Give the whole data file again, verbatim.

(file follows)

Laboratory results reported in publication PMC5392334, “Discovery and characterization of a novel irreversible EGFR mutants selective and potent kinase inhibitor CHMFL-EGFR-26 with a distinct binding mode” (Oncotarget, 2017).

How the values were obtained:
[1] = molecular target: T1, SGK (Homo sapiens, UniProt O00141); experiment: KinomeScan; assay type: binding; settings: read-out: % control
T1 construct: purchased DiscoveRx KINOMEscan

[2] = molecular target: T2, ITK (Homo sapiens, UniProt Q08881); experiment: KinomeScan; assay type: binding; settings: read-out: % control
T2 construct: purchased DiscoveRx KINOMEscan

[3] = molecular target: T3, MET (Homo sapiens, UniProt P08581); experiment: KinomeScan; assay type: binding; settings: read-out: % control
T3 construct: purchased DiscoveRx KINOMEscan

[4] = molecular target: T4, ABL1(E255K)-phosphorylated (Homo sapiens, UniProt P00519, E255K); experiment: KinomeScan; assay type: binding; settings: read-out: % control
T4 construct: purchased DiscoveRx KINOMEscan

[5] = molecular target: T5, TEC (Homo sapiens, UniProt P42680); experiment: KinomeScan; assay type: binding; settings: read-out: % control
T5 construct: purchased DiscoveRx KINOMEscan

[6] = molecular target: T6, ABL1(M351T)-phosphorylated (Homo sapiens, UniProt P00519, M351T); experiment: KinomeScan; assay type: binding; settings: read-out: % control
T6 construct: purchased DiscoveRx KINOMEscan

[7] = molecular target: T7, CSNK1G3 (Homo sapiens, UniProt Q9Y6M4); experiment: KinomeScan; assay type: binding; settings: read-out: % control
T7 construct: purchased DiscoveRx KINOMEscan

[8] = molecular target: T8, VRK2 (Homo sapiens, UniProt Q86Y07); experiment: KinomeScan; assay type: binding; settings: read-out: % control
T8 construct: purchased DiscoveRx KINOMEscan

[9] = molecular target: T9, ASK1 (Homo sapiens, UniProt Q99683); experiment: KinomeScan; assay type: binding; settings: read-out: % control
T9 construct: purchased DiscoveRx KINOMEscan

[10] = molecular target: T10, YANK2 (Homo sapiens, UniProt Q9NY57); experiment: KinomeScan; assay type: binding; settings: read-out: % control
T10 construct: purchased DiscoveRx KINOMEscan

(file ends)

Laboratory results reported in publication PMC5392334, “Discovery and characterization of a novel irreversible EGFR mutants selective and potent kinase inhibitor CHMFL-EGFR-26 with a distinct binding mode” (Oncotarget, 2017).

How the values were obtained:
[1] = molecular target: T1, SGK (Homo sapiens, UniProt O00141); experiment: KinomeScan; assay type: binding; settings: read-out: % control
T1 construct: purchased DiscoveRx KINOMEscan

[2] = molecular target: T2, ITK (Homo sapiens, UniProt Q08881); experiment: KinomeScan; assay type: binding; settings: read-out: % control
T2 construct: purchased DiscoveRx KINOMEscan

[3] = molecular target: T3, MET (Homo sapiens, UniProt P08581); experiment: KinomeScan; assay type: binding; settings: read-out: % control
T3 construct: purchased DiscoveRx KINOMEscan

[4] = molecular target: T4, ABL1(E255K)-phosphorylated (Homo sapiens, UniProt P00519, E255K); experiment: KinomeScan; assay type: binding; settings: read-out: % control
T4 construct: purchased DiscoveRx KINOMEscan

[5] = molecular target: T5, TEC (Homo sapiens, UniProt P42680); experiment: KinomeScan; assay type: binding; settings: read-out: % control
T5 construct: purchased DiscoveRx KINOMEscan

[6] = molecular target: T6, ABL1(M351T)-phosphorylated (Homo sapiens, UniProt P00519, M351T); experiment: KinomeScan; assay type: binding; settings: read-out: % control
T6 construct: purchased DiscoveRx KINOMEscan

[7] = molecular target: T7, CSNK1G3 (Homo sapiens, UniProt Q9Y6M4); experiment: KinomeScan; assay type: binding; settings: read-out: % control
T7 construct: purchased DiscoveRx KINOMEscan

[8] = molecular target: T8, VRK2 (Homo sapiens, UniProt Q86Y07); experiment: KinomeScan; assay type: binding; settings: read-out: % control
T8 construct: purchased DiscoveRx KINOMEscan

[9] = molecular target: T9, ASK1 (Homo sapiens, UniProt Q99683); experiment: KinomeScan; assay type: binding; settings: read-out: % control
T9 construct: purchased DiscoveRx KINOMEscan

[10] = molecular target: T10, YANK2 (Homo sapiens, UniProt Q9NY57); experiment: KinomeScan; assay type: binding; settings: read-out: % control
T10 construct: purchased DiscoveRx KINOMEscan